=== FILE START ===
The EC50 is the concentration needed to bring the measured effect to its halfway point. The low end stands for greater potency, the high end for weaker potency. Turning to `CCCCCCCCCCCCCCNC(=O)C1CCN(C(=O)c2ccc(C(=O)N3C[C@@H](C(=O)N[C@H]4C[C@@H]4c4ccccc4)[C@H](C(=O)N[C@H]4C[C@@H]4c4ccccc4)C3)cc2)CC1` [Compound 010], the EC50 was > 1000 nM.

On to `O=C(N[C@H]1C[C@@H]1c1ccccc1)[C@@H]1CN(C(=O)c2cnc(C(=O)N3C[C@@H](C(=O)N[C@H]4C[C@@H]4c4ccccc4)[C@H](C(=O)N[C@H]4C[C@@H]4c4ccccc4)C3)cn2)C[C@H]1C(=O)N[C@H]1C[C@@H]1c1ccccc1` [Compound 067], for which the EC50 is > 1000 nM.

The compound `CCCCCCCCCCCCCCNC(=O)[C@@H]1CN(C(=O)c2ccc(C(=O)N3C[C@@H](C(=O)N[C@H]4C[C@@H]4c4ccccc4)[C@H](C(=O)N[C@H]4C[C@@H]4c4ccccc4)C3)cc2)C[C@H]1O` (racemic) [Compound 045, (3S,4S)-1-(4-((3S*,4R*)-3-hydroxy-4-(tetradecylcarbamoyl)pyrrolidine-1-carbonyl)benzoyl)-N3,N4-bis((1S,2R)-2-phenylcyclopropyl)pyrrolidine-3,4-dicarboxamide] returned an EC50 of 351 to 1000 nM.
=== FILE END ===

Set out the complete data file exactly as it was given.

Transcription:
The EC50 is the concentration needed to bring the measured effect to its halfway point. The low end stands for greater potency, the high end for weaker potency. Turning to `CCCCCCCCCCCCCCNC(=O)C1CCN(C(=O)c2ccc(C(=O)N3C[C@@H](C(=O)N[C@H]4C[C@@H]4c4ccccc4)[C@H](C(=O)N[C@H]4C[C@@H]4c4ccccc4)C3)cc2)CC1` [Compound 010], the EC50 was > 1000 nM.

On to `O=C(N[C@H]1C[C@@H]1c1ccccc1)[C@@H]1CN(C(=O)c2cnc(C(=O)N3C[C@@H](C(=O)N[C@H]4C[C@@H]4c4ccccc4)[C@H](C(=O)N[C@H]4C[C@@H]4c4ccccc4)C3)cn2)C[C@H]1C(=O)N[C@H]1C[C@@H]1c1ccccc1` [Compound 067], for which the EC50 is > 1000 nM.

The compound `CCCCCCCCCCCCCCNC(=O)[C@@H]1CN(C(=O)c2ccc(C(=O)N3C[C@@H](C(=O)N[C@H]4C[C@@H]4c4ccccc4)[C@H](C(=O)N[C@H]4C[C@@H]4c4ccccc4)C3)cc2)C[C@H]1O` (racemic) [Compound 045, (3S,4S)-1-(4-((3S*,4R*)-3-hydroxy-4-(tetradecylcarbamoyl)pyrrolidine-1-carbonyl)benzoyl)-N3,N4-bis((1S,2R)-2-phenylcyclopropyl)pyrrolidine-3,4-dicarboxamide] returned an EC50 of 351 to 1000 nM.